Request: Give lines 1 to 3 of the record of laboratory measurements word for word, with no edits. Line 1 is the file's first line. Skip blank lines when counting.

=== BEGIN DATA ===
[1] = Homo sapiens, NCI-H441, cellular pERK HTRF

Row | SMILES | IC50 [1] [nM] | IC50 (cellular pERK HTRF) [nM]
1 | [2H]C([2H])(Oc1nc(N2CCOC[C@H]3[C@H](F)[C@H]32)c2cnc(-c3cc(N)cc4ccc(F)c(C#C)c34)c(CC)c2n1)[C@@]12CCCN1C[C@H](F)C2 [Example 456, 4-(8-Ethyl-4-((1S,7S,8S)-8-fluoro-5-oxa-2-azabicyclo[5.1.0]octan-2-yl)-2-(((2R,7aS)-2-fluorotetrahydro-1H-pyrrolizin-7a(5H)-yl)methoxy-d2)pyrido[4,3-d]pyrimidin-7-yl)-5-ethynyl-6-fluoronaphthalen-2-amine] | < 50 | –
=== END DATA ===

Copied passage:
[1] = Homo sapiens, NCI-H441, cellular pERK HTRF

Row | SMILES | IC50 [1] [nM] | IC50 (cellular pERK HTRF) [nM]
1 | [2H]C([2H])(Oc1nc(N2CCOC[C@H]3[C@H](F)[C@H]32)c2cnc(-c3cc(N)cc4ccc(F)c(C#C)c34)c(CC)c2n1)[C@@]12CCCN1C[C@H](F)C2 [Example 456, 4-(8-Ethyl-4-((1S,7S,8S)-8-fluoro-5-oxa-2-azabicyclo[5.1.0]octan-2-yl)-2-(((2R,7aS)-2-fluorotetrahydro-1H-pyrrolizin-7a(5H)-yl)methoxy-d2)pyrido[4,3-d]pyrimidin-7-yl)-5-ethynyl-6-fluoronaphthalen-2-amine] | < 50 | –